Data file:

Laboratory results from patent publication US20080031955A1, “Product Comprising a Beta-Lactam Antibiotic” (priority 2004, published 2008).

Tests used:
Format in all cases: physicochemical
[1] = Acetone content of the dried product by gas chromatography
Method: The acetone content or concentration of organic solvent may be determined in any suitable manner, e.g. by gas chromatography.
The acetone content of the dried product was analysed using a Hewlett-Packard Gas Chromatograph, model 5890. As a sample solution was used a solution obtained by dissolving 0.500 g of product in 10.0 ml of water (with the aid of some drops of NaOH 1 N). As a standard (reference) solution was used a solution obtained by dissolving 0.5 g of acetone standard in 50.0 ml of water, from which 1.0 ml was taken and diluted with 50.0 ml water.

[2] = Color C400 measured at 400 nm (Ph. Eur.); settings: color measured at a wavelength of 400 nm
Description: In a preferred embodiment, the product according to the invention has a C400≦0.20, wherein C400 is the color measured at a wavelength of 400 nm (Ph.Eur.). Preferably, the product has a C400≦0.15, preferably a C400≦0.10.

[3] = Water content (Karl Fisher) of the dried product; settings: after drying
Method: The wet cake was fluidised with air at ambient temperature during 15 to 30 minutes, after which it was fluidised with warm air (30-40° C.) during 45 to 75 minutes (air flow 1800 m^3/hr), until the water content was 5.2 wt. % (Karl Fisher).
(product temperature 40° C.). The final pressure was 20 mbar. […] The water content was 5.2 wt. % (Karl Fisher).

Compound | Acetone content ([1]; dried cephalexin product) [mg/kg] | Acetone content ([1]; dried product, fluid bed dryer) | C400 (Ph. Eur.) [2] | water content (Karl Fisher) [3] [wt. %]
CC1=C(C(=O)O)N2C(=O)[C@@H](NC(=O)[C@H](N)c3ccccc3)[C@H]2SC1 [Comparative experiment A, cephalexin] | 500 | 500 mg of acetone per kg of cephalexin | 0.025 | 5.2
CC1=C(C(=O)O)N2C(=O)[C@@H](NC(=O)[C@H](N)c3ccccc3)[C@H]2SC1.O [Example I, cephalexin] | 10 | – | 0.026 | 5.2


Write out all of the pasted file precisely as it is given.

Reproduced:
Laboratory results from patent publication US20080031955A1, “Product Comprising a Beta-Lactam Antibiotic” (priority 2004, published 2008).

Tests used:
Format in all cases: physicochemical
[1] = Acetone content of the dried product by gas chromatography
Method: The acetone content or concentration of organic solvent may be determined in any suitable manner, e.g. by gas chromatography.
The acetone content of the dried product was analysed using a Hewlett-Packard Gas Chromatograph, model 5890. As a sample solution was used a solution obtained by dissolving 0.500 g of product in 10.0 ml of water (with the aid of some drops of NaOH 1 N). As a standard (reference) solution was used a solution obtained by dissolving 0.5 g of acetone standard in 50.0 ml of water, from which 1.0 ml was taken and diluted with 50.0 ml water.

[2] = Color C400 measured at 400 nm (Ph. Eur.); settings: color measured at a wavelength of 400 nm
Description: In a preferred embodiment, the product according to the invention has a C400≦0.20, wherein C400 is the color measured at a wavelength of 400 nm (Ph.Eur.). Preferably, the product has a C400≦0.15, preferably a C400≦0.10.

[3] = Water content (Karl Fisher) of the dried product; settings: after drying
Method: The wet cake was fluidised with air at ambient temperature during 15 to 30 minutes, after which it was fluidised with warm air (30-40° C.) during 45 to 75 minutes (air flow 1800 m^3/hr), until the water content was 5.2 wt. % (Karl Fisher).
(product temperature 40° C.). The final pressure was 20 mbar. […] The water content was 5.2 wt. % (Karl Fisher).

Compound | Acetone content ([1]; dried cephalexin product) [mg/kg] | Acetone content ([1]; dried product, fluid bed dryer) | C400 (Ph. Eur.) [2] | water content (Karl Fisher) [3] [wt. %]
CC1=C(C(=O)O)N2C(=O)[C@@H](NC(=O)[C@H](N)c3ccccc3)[C@H]2SC1 [Comparative experiment A, cephalexin] | 500 | 500 mg of acetone per kg of cephalexin | 0.025 | 5.2
CC1=C(C(=O)O)N2C(=O)[C@@H](NC(=O)[C@H](N)c3ccccc3)[C@H]2SC1.O [Example I, cephalexin] | 10 | – | 0.026 | 5.2